Our most formidable challenge in meeting the goals and targets of conferences and summits is to find the best ways of assisting Africa, the least developed and landlocked developing countries, the ones most marginalized in the global economy. Building human capabilities, national administrative capacity, strong production systems, technological capabilities and quality infrastructure, and resolving conflict are the critical elements in this effort.
I would also like to thank the organizations of the UN system for participating so actively in the organization of these Roundtables. Many of these organizations are on the frontline of assisting Governments in meeting the goals and targets of the conferences and summits at the national level. On a personal note, I am very pleased that the Department of Economic and Social Affairs is entrusted with providing substantive servicing to a number of the Functional Commissions responsible for the monitoring and follow-up of a number of these conferences and summits. We are committed to ensuring that they effectively carry out their mandates.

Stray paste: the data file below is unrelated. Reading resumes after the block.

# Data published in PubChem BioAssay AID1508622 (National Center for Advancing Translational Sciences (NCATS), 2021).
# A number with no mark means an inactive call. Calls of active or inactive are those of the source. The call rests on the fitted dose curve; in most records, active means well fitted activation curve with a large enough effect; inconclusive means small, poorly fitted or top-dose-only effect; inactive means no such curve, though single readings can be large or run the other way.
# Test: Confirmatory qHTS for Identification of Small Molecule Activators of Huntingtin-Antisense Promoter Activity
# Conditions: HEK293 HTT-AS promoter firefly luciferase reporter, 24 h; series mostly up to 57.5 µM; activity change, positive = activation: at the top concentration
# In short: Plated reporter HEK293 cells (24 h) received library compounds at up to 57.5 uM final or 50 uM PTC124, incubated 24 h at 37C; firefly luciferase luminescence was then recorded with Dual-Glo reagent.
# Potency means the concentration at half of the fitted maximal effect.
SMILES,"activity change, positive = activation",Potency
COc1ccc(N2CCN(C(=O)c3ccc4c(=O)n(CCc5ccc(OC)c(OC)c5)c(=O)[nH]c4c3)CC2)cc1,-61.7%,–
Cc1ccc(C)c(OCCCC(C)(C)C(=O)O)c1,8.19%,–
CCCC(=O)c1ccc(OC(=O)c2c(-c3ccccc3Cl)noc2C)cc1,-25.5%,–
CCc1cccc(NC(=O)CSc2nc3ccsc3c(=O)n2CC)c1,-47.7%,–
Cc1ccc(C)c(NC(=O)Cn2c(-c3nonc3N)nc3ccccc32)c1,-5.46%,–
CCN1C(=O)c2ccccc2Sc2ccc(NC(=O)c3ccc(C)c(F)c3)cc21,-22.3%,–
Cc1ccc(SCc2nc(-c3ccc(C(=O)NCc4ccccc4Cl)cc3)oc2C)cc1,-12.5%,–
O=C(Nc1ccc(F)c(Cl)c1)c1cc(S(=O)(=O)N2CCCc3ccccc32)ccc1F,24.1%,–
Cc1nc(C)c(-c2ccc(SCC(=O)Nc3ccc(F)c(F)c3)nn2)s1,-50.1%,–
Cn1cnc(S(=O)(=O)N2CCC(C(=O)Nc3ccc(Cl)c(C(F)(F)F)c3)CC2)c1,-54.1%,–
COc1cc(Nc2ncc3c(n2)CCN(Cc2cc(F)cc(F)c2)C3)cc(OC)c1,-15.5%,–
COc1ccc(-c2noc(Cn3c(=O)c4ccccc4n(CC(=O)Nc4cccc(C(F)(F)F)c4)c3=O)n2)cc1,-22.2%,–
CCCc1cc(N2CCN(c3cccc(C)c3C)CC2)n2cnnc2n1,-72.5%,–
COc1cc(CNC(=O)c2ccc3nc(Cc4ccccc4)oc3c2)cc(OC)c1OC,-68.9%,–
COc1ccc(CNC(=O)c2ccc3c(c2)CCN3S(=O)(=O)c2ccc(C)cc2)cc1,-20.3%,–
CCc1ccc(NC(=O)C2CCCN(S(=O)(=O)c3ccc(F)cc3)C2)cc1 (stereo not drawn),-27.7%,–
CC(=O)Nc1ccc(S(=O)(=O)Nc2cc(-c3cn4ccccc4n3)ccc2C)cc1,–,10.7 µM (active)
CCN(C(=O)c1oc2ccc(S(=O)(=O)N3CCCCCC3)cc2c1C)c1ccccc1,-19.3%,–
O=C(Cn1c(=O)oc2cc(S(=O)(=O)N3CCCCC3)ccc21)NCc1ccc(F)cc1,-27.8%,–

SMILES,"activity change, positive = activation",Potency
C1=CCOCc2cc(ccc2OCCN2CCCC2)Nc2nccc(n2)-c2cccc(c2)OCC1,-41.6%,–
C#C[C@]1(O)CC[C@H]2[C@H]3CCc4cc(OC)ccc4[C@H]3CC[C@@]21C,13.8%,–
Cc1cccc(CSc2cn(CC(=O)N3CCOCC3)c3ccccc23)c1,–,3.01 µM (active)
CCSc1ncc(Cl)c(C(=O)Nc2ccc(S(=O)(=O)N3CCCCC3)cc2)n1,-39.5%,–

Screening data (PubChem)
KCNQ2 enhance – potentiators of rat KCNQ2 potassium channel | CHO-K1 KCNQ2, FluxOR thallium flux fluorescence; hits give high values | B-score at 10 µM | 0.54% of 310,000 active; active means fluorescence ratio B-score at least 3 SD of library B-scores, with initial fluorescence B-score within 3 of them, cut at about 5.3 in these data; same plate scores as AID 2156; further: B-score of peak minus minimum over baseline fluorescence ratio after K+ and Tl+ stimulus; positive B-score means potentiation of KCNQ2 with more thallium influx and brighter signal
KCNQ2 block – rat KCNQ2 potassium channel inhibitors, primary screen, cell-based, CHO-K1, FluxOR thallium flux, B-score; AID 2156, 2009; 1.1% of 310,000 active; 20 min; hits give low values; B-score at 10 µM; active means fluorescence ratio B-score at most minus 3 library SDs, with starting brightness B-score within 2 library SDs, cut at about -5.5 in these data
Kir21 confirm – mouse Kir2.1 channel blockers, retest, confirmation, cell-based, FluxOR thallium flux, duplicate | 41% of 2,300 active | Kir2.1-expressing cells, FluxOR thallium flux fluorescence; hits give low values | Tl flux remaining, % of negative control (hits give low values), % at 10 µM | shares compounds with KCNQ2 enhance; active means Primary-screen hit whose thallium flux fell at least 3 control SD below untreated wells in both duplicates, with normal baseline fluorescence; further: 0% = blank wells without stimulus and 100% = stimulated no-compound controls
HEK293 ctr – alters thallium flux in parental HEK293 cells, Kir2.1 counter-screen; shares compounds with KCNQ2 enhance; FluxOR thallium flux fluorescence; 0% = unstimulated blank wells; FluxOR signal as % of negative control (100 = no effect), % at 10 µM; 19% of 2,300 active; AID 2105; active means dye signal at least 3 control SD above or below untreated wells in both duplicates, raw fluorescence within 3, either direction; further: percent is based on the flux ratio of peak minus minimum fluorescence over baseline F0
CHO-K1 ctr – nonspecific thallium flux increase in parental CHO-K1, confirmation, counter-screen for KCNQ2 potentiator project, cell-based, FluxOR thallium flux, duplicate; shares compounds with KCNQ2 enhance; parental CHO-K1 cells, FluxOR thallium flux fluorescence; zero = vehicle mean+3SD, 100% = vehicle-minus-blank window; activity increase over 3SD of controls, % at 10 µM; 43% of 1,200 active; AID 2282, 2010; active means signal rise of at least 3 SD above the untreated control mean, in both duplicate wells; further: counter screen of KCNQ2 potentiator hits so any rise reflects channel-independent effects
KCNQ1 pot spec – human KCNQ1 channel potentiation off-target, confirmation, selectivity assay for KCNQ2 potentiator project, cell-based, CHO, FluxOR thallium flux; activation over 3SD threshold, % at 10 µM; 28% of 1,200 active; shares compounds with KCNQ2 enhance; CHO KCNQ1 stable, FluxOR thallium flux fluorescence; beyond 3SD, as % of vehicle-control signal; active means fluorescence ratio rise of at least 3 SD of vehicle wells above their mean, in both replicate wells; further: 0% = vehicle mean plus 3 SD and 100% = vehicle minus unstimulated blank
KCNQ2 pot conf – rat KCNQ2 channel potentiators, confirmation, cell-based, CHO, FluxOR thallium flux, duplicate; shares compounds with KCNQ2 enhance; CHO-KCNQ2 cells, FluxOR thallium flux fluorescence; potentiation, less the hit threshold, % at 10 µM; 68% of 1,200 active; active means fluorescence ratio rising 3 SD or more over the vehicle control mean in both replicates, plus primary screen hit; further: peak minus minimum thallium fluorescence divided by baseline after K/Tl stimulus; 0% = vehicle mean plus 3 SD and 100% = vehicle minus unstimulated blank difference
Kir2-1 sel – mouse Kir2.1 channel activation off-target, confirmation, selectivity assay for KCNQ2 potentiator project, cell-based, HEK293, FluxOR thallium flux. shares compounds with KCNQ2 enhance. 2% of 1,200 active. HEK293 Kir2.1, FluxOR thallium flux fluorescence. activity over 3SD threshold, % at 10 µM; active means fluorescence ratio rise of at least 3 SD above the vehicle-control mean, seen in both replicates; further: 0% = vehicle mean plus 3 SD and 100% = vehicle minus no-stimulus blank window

2005 is a crucial year for all of us. It is year that must end with consensus on the way forward for the revitalization of the United Nations as a whole. The 2005 ECOSOC High level Segment is one of the major events expected to contribute in a substantive way to the 2005 Summit on the review of the Millennium Declaration and UN Reform. The Council has before it the challenge of placing once again the goals and targets of major United Nations conferences and summits at the centre of the raison d’être of the United Nations. Allow me thus to extend to you my support as you embark on this important preparatory work.